Handling Criticism

How do you handle criticism from parents?

It is inevitable that if you coach long enough you will face criticism from parents. Heck, you might face criticism in your first year. It seems many parents believe they could do a much better job than most coaches, even though they may have never played the game. The key to handling criticism from parents is to realize they want the best for their child. That leads me to the first thing you have to do; communicate.

I recently completed my seventh year as a high school baseball coach, the sixth as a head coach and my 25th overall. I've also coached high school football and middle school basketball. Last year was by far the worst season I have ever had regarding parent feedback and criticism. It was my first year running a program in a new state, and I was very close to one and done. At first, I was angry and not sure I even wanted to come back. But I listened to the criticism and realized that much of their complaints were due to my communication, or lack thereof. The bottom line was they did not know me.

The second thing you need to do when you’re criticized is to hear the criticism from their perspective. Ask yourself honestly, if you could have done something differently that would have prevented it. If you can be objective in your processing of the criticism, you will come out a better coach.

The last thing to do, is to let a little time pass, so that your emotions subside and talk with your critics. This will likely be the hardest thing to do. If you’re a youth coach, you likely won’t coach the same kids from year to year. At the high school level and above you will get a new crop of kids every year. If you have the same kids returning, talk to the parents who had an issue with you after the season has ended and time has passed. It could be as little as a week or as much as a few months. You will be surprised how time takes the sting out of their criticism.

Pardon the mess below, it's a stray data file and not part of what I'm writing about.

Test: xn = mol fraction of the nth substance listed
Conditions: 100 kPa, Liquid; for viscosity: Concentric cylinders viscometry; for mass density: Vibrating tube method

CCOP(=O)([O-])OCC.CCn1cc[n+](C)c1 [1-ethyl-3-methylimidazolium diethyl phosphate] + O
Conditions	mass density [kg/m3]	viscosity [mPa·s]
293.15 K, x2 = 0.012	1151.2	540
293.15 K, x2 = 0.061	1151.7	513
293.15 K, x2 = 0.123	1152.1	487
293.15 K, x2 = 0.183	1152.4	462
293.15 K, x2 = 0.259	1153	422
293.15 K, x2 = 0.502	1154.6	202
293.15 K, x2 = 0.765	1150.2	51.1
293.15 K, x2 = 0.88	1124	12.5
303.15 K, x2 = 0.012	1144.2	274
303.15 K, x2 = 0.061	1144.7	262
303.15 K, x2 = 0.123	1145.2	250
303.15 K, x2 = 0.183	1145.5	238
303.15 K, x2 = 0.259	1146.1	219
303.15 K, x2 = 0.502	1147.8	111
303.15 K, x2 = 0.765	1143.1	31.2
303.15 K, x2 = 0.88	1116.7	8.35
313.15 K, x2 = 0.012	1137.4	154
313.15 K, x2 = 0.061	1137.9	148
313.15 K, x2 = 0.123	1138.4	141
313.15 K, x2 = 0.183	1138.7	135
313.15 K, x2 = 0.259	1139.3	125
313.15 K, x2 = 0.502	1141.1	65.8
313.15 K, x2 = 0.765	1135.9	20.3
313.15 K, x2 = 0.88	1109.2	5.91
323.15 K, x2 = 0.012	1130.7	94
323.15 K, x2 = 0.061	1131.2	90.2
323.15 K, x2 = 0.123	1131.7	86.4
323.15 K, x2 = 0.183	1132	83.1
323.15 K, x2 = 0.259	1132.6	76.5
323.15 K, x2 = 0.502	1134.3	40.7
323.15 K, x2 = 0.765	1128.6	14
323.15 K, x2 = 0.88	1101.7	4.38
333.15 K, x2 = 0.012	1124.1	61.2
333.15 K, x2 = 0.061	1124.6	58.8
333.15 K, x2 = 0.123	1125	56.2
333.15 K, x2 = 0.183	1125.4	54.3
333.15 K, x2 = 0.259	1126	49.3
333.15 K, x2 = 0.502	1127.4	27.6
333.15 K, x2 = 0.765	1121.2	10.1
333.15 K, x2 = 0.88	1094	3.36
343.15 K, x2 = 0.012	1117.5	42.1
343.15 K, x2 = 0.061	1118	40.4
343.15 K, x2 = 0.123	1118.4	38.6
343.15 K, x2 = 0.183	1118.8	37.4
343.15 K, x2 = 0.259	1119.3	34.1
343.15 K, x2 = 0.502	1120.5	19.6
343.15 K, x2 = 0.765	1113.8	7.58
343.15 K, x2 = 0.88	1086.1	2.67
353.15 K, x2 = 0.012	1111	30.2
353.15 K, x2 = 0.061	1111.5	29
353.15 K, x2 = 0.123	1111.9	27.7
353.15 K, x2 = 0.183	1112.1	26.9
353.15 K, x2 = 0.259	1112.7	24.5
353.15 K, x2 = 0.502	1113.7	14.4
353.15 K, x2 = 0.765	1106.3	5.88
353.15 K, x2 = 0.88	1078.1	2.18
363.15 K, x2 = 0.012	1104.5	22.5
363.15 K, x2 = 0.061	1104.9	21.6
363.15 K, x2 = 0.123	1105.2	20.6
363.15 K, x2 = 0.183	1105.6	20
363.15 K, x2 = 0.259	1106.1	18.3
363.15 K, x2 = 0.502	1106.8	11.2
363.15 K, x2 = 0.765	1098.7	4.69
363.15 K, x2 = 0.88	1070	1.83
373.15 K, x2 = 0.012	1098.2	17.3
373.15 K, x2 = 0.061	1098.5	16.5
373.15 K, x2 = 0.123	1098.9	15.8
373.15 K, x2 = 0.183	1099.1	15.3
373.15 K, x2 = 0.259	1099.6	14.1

I am going to make the assumption you are a good coach for the most part and that you are not constantly yelling at the kids, and you coach with a positive attitude.

You will always have critics and people who don’t like the way you may do this or that. However, if you communicate your expectations at the beginning of the season and you’re clear that you share their goals of wanting the best for their child, you should be okay.

Best of luck coaching and remember criticism can help you grow and become a better coach if you approach it with the right perspective. I know it has helped me grow as a coach and in the long run that is where the value of criticism lies.

Coach Green


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